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Domino’s, AI data leak: Lack of accountability leads to lacklustre approach

The recent instances of breach of information of about 45 lakh Air India flyers and Domino’s India’s 18 crore customers on the dark web have raised questions around the cybersecurity infrastructure in India.

With personal information, passport, and credit card data being compromised, the cyberattacks have come as a rude awakening for businesses in the country.

Indian enterprises are not in a unique position compared to enterprises across the world, but the country needs to focus on regulatory frameworks and statutory bodies need to build privacy laws that protect identity and data, experts tell DH.

Read | Details of 18 crore Domino’s India customers on sale on dark web

Raja Ukil, SVP, Enterprise Business of cybersecurity solutions firm ColorTokens says, “We lack a reporting mechanism of breaches and cyberattacks which must be mandated as a part of the Company Law. This will drive accountability which organisations have towards their customers, employees, and shareholders.”

Recently, RBI penalised a couple of Indian Banks for not complying with specific provisions of directions on a cybersecurity framework for banks, Ukil mentions, saying these frameworks must be widely communicated and used across industries.

According to Pankit Desai, Co-founder and CEO, cybersecurity startup Sequretek, India continues to have a fairly lax approach towards an overall understanding of the cybersecurity landscape. Specifically, in the non-regulated industries, there is no pressure for these companies to adhere to any guidelines.

Read | Air India server hacked, details of 45 lakh passengers leaked

“There is no financial penalty for companies that suffer a breach. In fact, their businesses will continue to run. Incidentally, none of the companies come out and mention their data breach, the fact is that they don’t know or don’t care. Other than an apology, there needs to be accountability and heavy penalty, however, such policies are difficult to implement in India.”

Companies all around the world continue to have cyberattacks and India is no different from that perspective. However, he adds, globally we have seen governments and even companies getting proactive in data privacy and security.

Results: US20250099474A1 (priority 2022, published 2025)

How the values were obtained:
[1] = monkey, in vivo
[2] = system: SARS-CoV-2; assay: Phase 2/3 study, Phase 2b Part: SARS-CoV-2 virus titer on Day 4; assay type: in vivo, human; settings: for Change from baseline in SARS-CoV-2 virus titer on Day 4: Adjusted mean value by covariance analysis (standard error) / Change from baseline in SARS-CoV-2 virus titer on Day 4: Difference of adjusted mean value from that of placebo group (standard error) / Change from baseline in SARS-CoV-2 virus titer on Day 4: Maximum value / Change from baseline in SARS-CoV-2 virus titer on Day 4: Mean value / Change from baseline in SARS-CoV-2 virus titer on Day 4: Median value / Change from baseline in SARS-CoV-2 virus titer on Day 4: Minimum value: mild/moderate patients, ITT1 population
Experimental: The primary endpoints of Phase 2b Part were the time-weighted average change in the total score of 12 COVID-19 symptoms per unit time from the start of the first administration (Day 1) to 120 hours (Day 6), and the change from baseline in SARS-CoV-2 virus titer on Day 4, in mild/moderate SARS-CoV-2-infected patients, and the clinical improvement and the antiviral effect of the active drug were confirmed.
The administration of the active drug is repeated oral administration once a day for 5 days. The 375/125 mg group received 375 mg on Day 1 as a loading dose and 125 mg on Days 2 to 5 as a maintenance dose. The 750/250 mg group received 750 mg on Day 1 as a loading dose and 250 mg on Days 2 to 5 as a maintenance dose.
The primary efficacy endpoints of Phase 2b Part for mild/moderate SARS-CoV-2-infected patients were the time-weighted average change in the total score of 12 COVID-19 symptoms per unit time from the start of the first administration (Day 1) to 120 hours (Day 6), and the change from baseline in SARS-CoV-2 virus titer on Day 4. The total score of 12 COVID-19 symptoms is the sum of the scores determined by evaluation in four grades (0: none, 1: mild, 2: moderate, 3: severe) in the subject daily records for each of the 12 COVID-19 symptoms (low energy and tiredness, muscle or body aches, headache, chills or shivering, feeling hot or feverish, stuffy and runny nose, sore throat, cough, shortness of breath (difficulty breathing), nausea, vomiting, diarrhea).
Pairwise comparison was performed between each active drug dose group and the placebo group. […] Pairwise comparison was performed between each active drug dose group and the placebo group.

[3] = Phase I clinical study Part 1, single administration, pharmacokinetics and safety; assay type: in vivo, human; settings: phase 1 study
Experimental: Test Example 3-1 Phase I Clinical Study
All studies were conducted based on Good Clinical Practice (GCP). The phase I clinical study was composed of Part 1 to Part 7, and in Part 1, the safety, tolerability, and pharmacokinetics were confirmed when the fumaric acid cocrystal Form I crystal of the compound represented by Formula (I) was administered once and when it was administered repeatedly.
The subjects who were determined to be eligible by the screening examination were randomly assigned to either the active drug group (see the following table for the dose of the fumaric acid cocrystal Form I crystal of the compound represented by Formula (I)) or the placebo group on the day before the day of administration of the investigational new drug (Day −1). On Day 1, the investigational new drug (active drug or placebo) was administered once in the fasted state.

“Even the biggest of global tech firms have been penalised. But in India, as there is no accountability attached to companies in the event of a cyberattack, they continue to operate in their la la land without understanding the impact of repeated cyberattacks on their brand reputation, business operations, and trust with the customers,” he explains.

While companies, which fail to protect the personal data of users, can be held accountable under Section 43A of the IT Rules 2011, there has not been any such instance in India so far, where a company was held accountable.

Investment in cybersecurity

The investment in cybersecurity depends on the size of the enterprise and the percentage of cybersecurity spends allocated within their IT budgets. Industries like BFSI, IteS & Pharma tend to invest more in cybersecurity.

Global research and advisory firm Gartner has predicted a 9.5% increase in cybersecurity spends in India in 2021. Experts suggest, companies last year re-prioritised their IT budgets to enable remote working and the impact of the economic downturn. In the financial segment, because there is a regulatory framework in place, a reasonable amount of investment takes place for security. Typically, it is 4-6% of the IT budget. In a non-regulatory industry, that number is a pittance. This year, it is estimated to go up to the tune of 10% on average.

Anurag Sinha, Co-Founder & Managing Director, Wissen Technology says, for Indian entities, it is now high time they focussed on cybersecurity if they are not already doing it. “If we look around the western world, most multinationals have already started spending a significant amount of budget on security and many appoint dedicated Chief Security Office (CSOs) with sizable teams focusing on…

Read More: Domino’s, AI data leak: Lack of accountability leads to lacklustre approach

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